One report documents how two major U.S. cities, Chicago and Detroit, have quietly set up systems capable of monitoring people’s faces using cameras around the city and matching them to a mugshot database. Neither city government has been transparent about exactly how or where it’s using the system, which makes proper oversight impossible. And there are hints that Detroit’s system in particular may be violating people’s civil rights — for example, by targeting churches, clinics, and community centers for surveillance.
The second Georgetown report details how local law enforcement agencies are playing fast and loose with facial recognition systems, again without rules or oversight. When the New York Police Department can’t find a match for an actual photo of a suspect, it has been known to turn instead to photos of celebrities who resemble the suspect and find matches for the celebrity’s face. For instance, police used a photo of Woody Harrelson to find a match for the mug shot of a petty larceny suspect who had been described as resembling the famous actor. In other instances, they’ve used digitally altered images or even hand-drawn sketches to find matches for suspects. Many of the companies selling their facial recognition systems to cities boast that they can work with forensic sketches, even though studies have shown that the results tend to be wildly inaccurate.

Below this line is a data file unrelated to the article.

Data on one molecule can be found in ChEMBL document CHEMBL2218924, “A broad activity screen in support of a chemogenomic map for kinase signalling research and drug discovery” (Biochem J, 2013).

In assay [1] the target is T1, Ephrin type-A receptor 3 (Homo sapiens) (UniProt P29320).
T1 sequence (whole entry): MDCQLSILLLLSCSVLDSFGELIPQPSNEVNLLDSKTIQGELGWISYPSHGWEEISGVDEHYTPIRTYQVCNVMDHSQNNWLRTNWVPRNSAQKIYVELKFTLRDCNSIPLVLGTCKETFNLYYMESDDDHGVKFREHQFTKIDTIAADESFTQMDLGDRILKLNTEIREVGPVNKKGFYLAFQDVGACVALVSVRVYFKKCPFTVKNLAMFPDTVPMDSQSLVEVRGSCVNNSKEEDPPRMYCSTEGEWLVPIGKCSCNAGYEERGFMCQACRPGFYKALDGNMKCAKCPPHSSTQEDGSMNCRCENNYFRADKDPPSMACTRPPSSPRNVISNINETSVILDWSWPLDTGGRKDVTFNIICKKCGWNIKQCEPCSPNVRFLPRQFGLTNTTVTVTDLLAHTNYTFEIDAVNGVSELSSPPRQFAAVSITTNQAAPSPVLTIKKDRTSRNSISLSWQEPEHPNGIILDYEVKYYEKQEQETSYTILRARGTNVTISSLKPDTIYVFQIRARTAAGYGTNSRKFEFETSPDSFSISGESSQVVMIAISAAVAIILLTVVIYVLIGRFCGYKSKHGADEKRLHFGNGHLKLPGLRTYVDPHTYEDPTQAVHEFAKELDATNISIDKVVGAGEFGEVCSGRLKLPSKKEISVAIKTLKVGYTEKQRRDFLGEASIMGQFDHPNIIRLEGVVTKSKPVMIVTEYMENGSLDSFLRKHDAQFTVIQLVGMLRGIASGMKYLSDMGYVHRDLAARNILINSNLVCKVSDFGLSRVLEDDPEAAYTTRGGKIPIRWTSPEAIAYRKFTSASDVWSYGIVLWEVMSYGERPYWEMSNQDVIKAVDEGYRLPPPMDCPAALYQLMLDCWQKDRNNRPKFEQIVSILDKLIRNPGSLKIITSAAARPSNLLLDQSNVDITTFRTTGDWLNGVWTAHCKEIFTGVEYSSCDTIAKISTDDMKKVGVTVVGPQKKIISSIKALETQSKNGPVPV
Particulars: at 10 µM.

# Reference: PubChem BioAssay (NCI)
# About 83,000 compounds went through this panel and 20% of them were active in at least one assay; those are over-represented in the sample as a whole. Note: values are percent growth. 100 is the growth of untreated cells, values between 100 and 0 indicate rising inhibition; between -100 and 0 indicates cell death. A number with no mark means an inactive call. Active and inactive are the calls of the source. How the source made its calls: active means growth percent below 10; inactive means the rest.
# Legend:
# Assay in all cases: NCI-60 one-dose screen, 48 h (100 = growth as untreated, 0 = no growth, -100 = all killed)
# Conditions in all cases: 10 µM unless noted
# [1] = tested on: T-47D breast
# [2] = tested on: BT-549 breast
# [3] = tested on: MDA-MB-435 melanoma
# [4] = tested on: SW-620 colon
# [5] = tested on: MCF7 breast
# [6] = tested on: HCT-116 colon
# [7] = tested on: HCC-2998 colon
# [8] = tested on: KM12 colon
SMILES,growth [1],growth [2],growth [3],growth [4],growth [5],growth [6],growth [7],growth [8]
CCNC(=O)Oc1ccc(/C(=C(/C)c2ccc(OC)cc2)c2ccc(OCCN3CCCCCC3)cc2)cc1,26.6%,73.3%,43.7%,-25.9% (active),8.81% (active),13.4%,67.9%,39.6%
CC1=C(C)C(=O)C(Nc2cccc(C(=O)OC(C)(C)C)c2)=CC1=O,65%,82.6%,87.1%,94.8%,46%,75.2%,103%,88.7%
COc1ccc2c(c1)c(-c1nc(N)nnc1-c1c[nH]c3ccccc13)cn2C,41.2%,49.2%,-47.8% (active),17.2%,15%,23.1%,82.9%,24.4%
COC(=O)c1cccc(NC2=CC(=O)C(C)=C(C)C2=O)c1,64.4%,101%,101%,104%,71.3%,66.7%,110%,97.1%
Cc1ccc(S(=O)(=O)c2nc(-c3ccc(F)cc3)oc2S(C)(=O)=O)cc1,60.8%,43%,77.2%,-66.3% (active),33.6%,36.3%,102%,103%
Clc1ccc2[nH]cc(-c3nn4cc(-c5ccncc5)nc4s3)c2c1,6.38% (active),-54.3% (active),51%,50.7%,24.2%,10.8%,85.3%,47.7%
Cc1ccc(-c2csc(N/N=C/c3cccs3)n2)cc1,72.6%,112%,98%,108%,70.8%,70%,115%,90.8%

The ability to passively surveil huge numbers of people, around the clock, all across a city, explodes the norms that privacy laws took for granted.
None of this is to say that facial recognition can’t be a valuable tool for law enforcement, whether in deterring crime, catching people who commit crimes, or even helping to establish a suspect’s innocence. We’ve already seen its value in at least one high-profile case: The technology was used to help police identify the man who allegedly killed five journalists in a June 2018 mass shooting in Annapolis, Maryland. It’s possible to imagine a future in which facial recognition is employed judiciously, with proper legal oversight, and society both understands and broadly accepts the privacy trade-offs.